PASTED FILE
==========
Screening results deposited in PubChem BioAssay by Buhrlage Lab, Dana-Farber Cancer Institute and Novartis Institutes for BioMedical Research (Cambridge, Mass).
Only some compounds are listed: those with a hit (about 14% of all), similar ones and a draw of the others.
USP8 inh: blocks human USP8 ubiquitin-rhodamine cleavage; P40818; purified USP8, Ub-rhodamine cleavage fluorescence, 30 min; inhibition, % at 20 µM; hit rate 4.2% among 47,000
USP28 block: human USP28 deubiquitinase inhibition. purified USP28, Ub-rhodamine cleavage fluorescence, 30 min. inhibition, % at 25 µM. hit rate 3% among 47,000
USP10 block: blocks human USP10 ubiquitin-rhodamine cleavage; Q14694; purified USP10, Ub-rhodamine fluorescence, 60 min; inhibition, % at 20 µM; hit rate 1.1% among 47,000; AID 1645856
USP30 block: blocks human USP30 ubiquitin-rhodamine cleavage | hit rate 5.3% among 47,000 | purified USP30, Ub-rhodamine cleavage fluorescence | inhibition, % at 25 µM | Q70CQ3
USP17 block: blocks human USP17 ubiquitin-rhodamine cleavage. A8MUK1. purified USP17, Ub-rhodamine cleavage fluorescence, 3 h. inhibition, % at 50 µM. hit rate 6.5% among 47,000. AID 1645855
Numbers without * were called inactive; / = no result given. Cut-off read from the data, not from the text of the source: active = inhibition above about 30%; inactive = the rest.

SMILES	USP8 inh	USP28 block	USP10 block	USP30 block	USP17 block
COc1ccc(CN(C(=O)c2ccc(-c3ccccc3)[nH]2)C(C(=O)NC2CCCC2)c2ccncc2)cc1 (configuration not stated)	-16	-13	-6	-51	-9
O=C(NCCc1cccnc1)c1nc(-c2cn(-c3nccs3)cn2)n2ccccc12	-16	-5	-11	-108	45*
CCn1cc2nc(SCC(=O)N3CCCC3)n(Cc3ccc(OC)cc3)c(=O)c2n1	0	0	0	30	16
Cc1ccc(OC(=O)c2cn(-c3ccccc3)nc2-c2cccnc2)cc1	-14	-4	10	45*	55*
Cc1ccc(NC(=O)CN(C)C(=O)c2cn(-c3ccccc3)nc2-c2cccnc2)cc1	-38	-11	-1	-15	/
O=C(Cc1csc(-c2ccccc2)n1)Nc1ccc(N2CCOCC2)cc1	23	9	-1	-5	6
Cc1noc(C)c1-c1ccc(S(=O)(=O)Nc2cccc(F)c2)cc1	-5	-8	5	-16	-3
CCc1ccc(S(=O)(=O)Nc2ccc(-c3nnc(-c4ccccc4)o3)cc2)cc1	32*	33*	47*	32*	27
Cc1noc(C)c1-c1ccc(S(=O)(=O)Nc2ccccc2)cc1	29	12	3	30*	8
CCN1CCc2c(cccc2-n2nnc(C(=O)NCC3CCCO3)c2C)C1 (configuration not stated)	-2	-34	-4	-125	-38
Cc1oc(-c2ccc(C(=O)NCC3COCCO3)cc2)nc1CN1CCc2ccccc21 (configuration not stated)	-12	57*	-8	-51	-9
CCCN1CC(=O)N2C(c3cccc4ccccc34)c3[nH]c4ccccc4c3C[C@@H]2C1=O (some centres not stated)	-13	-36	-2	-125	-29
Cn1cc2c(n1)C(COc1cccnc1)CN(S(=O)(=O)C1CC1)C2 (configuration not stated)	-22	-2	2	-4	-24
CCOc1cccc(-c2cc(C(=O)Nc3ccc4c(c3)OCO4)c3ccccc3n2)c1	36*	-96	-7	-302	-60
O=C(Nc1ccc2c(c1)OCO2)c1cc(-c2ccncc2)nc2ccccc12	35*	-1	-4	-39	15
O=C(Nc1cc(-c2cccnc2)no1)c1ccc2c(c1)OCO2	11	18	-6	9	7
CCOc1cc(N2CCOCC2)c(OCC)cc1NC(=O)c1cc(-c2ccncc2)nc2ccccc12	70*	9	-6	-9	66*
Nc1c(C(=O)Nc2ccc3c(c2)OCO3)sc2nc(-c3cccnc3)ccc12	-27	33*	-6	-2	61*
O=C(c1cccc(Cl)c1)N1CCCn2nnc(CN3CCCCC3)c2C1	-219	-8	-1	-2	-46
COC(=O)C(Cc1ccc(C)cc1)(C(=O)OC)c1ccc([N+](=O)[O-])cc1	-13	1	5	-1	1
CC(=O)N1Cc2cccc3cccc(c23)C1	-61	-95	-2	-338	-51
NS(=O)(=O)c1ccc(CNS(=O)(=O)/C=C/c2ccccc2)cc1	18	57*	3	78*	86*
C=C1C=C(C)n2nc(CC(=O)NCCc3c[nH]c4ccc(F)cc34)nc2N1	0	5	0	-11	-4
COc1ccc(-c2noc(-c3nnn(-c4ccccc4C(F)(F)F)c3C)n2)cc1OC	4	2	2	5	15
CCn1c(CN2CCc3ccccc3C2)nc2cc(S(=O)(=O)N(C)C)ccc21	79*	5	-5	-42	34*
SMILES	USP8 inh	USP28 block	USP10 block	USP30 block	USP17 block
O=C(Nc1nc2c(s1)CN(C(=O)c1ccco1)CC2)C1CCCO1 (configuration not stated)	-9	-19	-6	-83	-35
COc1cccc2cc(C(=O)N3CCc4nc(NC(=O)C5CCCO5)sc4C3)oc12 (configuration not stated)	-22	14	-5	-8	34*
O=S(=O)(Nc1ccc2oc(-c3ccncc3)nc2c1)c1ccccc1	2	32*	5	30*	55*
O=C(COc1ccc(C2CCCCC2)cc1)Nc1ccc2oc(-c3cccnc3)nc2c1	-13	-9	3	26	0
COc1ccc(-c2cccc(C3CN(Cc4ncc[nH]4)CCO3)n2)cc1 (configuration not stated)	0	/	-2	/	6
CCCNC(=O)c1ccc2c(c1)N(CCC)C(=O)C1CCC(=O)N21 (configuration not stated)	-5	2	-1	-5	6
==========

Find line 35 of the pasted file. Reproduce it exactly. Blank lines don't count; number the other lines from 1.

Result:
SMILES	USP8 inh	USP28 block	USP10 block	USP30 block	USP17 block